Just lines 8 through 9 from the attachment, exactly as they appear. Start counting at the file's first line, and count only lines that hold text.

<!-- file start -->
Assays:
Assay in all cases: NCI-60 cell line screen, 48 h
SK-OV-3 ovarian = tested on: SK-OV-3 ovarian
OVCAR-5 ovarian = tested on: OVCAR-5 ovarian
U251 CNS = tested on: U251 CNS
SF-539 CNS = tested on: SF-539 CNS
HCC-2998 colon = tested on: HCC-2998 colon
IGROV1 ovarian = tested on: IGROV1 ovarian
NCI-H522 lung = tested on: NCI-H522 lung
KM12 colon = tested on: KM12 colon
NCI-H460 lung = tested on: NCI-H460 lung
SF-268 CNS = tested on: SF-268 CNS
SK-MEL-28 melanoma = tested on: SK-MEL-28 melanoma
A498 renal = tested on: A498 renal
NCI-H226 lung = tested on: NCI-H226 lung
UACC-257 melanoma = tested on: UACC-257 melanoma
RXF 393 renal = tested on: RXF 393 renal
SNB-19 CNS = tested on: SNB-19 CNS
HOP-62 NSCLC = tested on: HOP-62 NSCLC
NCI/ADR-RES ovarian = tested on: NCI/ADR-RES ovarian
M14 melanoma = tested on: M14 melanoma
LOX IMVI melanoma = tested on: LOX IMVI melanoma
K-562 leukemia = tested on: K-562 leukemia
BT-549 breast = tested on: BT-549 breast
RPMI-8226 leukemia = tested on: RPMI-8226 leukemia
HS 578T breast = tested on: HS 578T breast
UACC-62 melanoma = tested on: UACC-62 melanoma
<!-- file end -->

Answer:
IGROV1 ovarian = tested on: IGROV1 ovarian
NCI-H522 lung = tested on: NCI-H522 lung